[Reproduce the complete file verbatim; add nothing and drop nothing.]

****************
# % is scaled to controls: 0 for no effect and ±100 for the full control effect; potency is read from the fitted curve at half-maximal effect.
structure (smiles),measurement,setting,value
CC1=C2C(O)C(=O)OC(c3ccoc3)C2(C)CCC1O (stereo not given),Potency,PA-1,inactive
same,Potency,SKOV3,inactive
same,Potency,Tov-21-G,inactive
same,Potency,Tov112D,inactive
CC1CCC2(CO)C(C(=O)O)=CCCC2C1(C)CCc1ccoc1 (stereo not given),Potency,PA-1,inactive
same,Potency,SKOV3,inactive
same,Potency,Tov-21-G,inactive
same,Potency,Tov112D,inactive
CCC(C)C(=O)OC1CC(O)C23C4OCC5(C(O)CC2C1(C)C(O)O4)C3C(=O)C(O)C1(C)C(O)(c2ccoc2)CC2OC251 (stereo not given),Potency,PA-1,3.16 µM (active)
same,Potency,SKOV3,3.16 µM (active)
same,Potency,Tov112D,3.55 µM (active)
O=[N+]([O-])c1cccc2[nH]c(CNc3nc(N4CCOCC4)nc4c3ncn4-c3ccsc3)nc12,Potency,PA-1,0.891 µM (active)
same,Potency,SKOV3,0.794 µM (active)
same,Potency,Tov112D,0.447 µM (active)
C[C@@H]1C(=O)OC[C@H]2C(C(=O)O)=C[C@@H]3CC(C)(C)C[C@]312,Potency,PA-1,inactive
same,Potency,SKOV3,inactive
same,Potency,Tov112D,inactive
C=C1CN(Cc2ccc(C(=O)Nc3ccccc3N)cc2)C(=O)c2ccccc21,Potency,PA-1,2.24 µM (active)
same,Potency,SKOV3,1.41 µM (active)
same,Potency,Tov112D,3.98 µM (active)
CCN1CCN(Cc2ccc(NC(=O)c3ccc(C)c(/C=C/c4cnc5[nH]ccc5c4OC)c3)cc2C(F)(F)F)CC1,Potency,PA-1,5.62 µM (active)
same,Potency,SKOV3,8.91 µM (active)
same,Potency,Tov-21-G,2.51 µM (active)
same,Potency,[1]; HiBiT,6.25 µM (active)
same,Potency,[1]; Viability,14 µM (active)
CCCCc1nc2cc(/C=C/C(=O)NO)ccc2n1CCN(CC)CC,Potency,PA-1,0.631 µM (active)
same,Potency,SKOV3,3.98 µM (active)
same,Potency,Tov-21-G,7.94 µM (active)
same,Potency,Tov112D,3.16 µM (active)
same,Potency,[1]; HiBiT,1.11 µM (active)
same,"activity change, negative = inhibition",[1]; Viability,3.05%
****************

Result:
# % is scaled to controls: 0 for no effect and ±100 for the full control effect; potency is read from the fitted curve at half-maximal effect.
structure (smiles),measurement,setting,value
CC1=C2C(O)C(=O)OC(c3ccoc3)C2(C)CCC1O (stereo not given),Potency,PA-1,inactive
same,Potency,SKOV3,inactive
same,Potency,Tov-21-G,inactive
same,Potency,Tov112D,inactive
CC1CCC2(CO)C(C(=O)O)=CCCC2C1(C)CCc1ccoc1 (stereo not given),Potency,PA-1,inactive
same,Potency,SKOV3,inactive
same,Potency,Tov-21-G,inactive
same,Potency,Tov112D,inactive
CCC(C)C(=O)OC1CC(O)C23C4OCC5(C(O)CC2C1(C)C(O)O4)C3C(=O)C(O)C1(C)C(O)(c2ccoc2)CC2OC251 (stereo not given),Potency,PA-1,3.16 µM (active)
same,Potency,SKOV3,3.16 µM (active)
same,Potency,Tov112D,3.55 µM (active)
O=[N+]([O-])c1cccc2[nH]c(CNc3nc(N4CCOCC4)nc4c3ncn4-c3ccsc3)nc12,Potency,PA-1,0.891 µM (active)
same,Potency,SKOV3,0.794 µM (active)
same,Potency,Tov112D,0.447 µM (active)
C[C@@H]1C(=O)OC[C@H]2C(C(=O)O)=C[C@@H]3CC(C)(C)C[C@]312,Potency,PA-1,inactive
same,Potency,SKOV3,inactive
same,Potency,Tov112D,inactive
C=C1CN(Cc2ccc(C(=O)Nc3ccccc3N)cc2)C(=O)c2ccccc21,Potency,PA-1,2.24 µM (active)
same,Potency,SKOV3,1.41 µM (active)
same,Potency,Tov112D,3.98 µM (active)
CCN1CCN(Cc2ccc(NC(=O)c3ccc(C)c(/C=C/c4cnc5[nH]ccc5c4OC)c3)cc2C(F)(F)F)CC1,Potency,PA-1,5.62 µM (active)
same,Potency,SKOV3,8.91 µM (active)
same,Potency,Tov-21-G,2.51 µM (active)
same,Potency,[1]; HiBiT,6.25 µM (active)
same,Potency,[1]; Viability,14 µM (active)
CCCCc1nc2cc(/C=C/C(=O)NO)ccc2n1CCN(CC)CC,Potency,PA-1,0.631 µM (active)
same,Potency,SKOV3,3.98 µM (active)
same,Potency,Tov-21-G,7.94 µM (active)
same,Potency,Tov112D,3.16 µM (active)
same,Potency,[1]; HiBiT,1.11 µM (active)
same,"activity change, negative = inhibition",[1]; Viability,3.05%